There’s a lot in a name. For some, their name can be a source of pride: something passed down for generations upon generations. But for job-seekers, certain names can reduce their employability.
Inside Out, a BBC television program dedicated to exposing injustice, decided to conduct a small experiment on perception of Muslim names. In their experiment, they sent off two identical CVs to 100 business managerial positions in London: one with the name “Adam” and one with the name “Mohammed”. With growing Islamophobia in the U.K., including acid attacks and arson, the result of the study was unsurprising. Adam was given 12 interviews, while Mohammed was only offered 4.
Professor Modood, who analyzed the BBC’s findings, recounted having been told that his name “won’t do.”
“I had a student job where the employer looked at my name and said ‘Oh, that won’t do, introduce yourself as Terry Miles’ or something like that. I was very unhappy to do so.”
“I wouldn’t willingly change my name, and I’ve given my daughters Pakistani or Muslim names, even when I thought: ‘Might this hurt their chances when they look for work?'”
Yogesh Khrishna Davé, a 56-year-old working in Slough, spoke to the BBC about the effect his name has had on his employment chances. Davé began looking for jobs in the U.K. in the 1980’s. After receiving rejection letters, somebody suggested he change the name on his CV to sound “English.” He then submitted his CV under two names, his real name and John Smith. His alias John Smith was accepted, while Davé was rejected.
What comes as the biggest shock is the location of the study. London is hailed as the most diverse and accepting region of the U.K., with a white British population below 50%. Yet injustice still remains. In London, 52% of the Bangladeshi population and over 30% of the Black and Pakistani population are considered low-paid compared to less than 20% of the white British population. The gender pay gap across the U.K. also leaves behind Pakistani and Bangladeshi women, who have a pay gap of 26% compared to white British men. Black African women have also seen little progress since the 90’s, with a full-time pay gap of 20% and a part-time pay gap of 24%.
Across the U.K., Muslims, especially Muslim women, experience the highest penalties of all ethno-religious groups. 46% of the Muslim population are among the most deprived 10% of the country, and in 2001, 33% of the Muslim population occupied the most deprived areas of the U.K. Over twice as many Muslims reside in hostels or temporary accommodation than the general public, and almost twice as many are unemployed compared to the general population.
It is clear that Black and Ethnic Minority communities in Britain face significant hardships which can be exacerbated by racism and islamophobia in their job applications. The most common form of combatting prejudice when assessing applicants is by having name-blind application processes, so that the candidate’s name is never shown. The idea behind this is to combat the implicit biases people have against certain types of names.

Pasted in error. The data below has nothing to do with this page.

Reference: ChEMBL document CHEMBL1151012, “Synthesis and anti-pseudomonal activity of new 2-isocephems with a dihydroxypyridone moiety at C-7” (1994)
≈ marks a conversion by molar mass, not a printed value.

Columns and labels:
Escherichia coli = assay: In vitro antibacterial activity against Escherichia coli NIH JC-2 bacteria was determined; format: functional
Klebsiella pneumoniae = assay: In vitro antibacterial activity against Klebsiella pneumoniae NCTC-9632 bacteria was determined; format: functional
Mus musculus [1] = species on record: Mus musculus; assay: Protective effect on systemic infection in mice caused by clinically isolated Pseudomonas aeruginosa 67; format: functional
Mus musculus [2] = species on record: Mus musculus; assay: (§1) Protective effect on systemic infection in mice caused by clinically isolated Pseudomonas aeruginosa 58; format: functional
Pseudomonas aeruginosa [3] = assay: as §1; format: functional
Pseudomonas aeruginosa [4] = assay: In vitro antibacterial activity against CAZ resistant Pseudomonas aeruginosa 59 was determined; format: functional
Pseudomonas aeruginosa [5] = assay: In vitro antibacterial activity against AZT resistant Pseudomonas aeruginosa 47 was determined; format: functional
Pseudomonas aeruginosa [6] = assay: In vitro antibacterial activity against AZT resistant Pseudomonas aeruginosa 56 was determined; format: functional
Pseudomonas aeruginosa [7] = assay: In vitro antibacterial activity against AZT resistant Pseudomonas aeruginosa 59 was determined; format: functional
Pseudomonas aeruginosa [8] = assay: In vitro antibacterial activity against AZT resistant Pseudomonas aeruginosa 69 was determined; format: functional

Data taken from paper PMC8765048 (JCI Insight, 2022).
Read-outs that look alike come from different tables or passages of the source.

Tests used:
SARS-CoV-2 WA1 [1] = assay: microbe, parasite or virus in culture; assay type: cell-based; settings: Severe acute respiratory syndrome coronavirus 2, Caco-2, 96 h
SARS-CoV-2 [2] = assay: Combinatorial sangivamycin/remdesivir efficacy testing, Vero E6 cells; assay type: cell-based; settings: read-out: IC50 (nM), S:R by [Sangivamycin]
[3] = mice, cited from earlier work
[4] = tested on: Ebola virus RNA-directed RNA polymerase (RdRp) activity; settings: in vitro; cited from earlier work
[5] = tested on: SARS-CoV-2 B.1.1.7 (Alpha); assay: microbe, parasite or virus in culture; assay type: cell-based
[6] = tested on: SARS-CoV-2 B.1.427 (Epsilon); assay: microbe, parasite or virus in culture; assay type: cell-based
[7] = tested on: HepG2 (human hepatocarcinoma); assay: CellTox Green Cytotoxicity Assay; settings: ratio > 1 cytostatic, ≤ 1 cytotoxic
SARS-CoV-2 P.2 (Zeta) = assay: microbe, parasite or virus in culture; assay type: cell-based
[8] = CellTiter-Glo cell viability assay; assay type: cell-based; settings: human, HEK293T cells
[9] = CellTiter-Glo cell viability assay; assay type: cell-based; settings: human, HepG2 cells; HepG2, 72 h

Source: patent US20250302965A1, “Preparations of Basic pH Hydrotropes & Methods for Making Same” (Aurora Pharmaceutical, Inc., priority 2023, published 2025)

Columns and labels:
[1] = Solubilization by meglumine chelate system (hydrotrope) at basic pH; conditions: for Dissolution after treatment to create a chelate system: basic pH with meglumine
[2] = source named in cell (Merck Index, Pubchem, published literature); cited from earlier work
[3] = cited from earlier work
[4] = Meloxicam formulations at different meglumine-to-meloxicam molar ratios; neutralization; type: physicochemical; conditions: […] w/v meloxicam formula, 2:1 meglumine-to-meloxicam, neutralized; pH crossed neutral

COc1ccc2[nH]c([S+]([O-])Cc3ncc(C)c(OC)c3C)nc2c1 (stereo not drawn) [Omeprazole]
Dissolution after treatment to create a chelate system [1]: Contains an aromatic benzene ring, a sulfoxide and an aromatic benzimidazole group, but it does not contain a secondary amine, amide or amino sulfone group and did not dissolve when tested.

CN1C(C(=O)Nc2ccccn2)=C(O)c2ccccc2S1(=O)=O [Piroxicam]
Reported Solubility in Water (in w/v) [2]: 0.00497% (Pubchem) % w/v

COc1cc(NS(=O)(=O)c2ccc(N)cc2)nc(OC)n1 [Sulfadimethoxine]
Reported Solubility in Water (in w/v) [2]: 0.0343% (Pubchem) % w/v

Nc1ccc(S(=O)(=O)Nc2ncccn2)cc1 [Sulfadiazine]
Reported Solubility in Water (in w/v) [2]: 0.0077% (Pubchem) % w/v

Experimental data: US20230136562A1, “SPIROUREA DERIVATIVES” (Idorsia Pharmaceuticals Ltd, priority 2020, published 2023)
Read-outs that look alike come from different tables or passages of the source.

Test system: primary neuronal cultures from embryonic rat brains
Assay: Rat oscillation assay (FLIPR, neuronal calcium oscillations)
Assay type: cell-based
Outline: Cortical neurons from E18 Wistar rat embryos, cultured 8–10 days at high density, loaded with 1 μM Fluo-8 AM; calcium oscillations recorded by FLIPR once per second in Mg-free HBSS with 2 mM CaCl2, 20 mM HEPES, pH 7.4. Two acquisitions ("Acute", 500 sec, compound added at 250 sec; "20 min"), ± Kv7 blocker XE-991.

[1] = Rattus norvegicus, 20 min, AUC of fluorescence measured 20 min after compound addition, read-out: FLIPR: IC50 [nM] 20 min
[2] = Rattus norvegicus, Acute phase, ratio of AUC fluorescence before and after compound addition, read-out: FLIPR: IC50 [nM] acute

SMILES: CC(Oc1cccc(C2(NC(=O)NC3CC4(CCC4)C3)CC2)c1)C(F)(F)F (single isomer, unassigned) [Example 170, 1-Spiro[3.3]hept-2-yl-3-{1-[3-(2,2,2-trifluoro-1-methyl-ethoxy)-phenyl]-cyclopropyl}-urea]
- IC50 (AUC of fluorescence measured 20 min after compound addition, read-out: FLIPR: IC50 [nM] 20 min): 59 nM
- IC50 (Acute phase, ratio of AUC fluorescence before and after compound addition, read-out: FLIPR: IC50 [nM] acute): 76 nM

The Clear Company, a HR and recruitment consultancy, commented on the findings of the BBC study, and the idea of name-blind applications: “While the benefits of ‘name-blind’ recruitment were explored by the program makers, it is important to note that initiatives such as this typically address the symptoms rather than the causes of bias in the hiring process. CV based shortlisting is one of the most common places where bias can have an adverse impact on inclusive assessment, not only in terms of religion, but also ethnicity, disability, socio-economic group, gender and age. While removing personal data from CVs is a positive step, it’s like using a plaster to cover a wound. After twelve years auditing recruitment processes for some of the U.K.’s largest employers, we know that what lies beneath the surface of policy, process and behavior is the real issue.”
Name-blind application processes may not be addressing the underlying problems, but what will? It might be as simple as introducing Affirmative Action programs to ensure that the most deprived communities in the U.K. are given not just a fighting chance, but the chance that they need to make their way out of historic poverty.
As of 2017, affirmative action is considered discriminatory under the Equality Act 2010 (except for in the cases of equal employment for women in the workforce under the Sex Discrimination Act 2002, and employment of Catholics in Northern Ireland).
It seems unfair for the Sex Discrimination Act to assume that all women are created equal when black and other ethnic minority women have reduced chances of employment even with affirmative action. And this doesn’t account for the reduced employment chances of black and other ethnic minority men.
For now, as long as Affirmative Action remains illegal, the best that people with Muslim names can hope for is a blind application process. But as the situation becomes even more threatening to British Muslims, it is important that the government addresses its biases against black and ethnic minority individuals in all areas of life: job applications, university applications, the justice system and the healthcare system.